I was recently invited by WESGRO (Western Cape Trade Promotion Agency) to participate as a speaker at an Immigration workshop. During the workshop, Mr Ronny Marhule shared the most recent updates on the Department of Home Affairs plans for the upcoming Immigration Amendment Bill. He indicated that the draft bill can be expected around March 2019. This would mean that after our general elections in April 2019 the new minister will then continue with the legislation process. During the presentation, he mentioned a few interesting points which I herewith wish to share with you.
He indicated that the department is of the opinion that with the Intra Company Transfer visa (ICT) there is a serious abuse of this category abroad. He indicated that the department is of the opinion that a lot of companies bring in the foreigners on the ICT route because it is the easier way.
He was also very explicit in confirming the departments’ stand on the matter of changing from an ICT to another Visa from within South Africa. Mr Marhule explicitly said that the department will not allow any change of condition or status from an ICT visa.
He then shared with us a draft of the still to be published critical skills list. It is apparent that it is much shorter than the current list. Many categories have fallen away, amongst them, the highly sought after category of the corporate general manager. Other categories which seem to be missing are the business analyst, Several IT related categories as well as some engineering categories. I believe it is time for several multinationals to engage with the department and emphasise that the corporate general manager category must remain on the critical skills list and should not only be reserved for C-level executives or JSE listed corporations. Mr Marhule indicated to also look at the occupation in high demand list which will be used as a precedent.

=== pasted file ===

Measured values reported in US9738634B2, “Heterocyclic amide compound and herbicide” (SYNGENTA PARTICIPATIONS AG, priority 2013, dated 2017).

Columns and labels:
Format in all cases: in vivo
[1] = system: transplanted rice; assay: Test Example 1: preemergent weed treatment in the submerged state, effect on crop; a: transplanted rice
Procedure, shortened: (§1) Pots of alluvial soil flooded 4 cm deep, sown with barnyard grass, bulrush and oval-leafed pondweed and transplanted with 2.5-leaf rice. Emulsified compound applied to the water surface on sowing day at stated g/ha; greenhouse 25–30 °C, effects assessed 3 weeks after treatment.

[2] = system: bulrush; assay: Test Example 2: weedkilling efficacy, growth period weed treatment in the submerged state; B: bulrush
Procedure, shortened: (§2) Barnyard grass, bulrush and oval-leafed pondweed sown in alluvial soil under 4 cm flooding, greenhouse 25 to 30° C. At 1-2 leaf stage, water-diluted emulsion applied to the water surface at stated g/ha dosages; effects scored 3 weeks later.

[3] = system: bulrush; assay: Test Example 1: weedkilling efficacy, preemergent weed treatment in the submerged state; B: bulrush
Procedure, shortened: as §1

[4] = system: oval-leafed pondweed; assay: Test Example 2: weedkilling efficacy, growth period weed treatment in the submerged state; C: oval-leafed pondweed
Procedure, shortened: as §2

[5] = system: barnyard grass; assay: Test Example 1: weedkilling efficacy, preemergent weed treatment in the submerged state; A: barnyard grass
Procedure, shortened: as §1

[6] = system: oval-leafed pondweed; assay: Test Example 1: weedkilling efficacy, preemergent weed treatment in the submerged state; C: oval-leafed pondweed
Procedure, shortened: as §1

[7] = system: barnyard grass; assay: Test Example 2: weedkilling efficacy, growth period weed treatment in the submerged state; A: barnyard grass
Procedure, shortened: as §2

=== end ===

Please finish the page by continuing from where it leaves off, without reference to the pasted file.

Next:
Another interesting point he mentioned is that the department is definitely introducing a minimum retirement age for the retirement visa as well as permanent residence based on retirement. This minimum age is currently missing in the legislation. However, some South African missions already require a minimum age.
Furthermore he indicated that the current requirement for South Africans travelling with children, to take birth certificates with, will not change. This is a requirement in terms of national legislation and not a requirement the Department of Home Affairs can influence. However, for foreigners the requirement has been dropped, but he indicated that they will recommend to foreigners to still travel with the child’s unabridged birth certificate. This is particular the case, if one parent should travel with a minor or the surnames are different.
Although the topic of the WESGRO workshop was immigration policy to boost investment, it was apparent that the Department still very much lacks a long-term policy approach which is investor friendly. They still looking mostly from a risk approach and all indicated changes will make immigration more difficult in the future rather than easier. The negative interpretation of the ICT visa combined with a much shorter and critical skills list and the current very negative recommendation process of the Department of Labour would not leave much room for corporations to bring skilled experts into the country. We hope that during the consultation with the public the Department of Home Affairs will change this rather restrictive view.
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by Andreas Krensel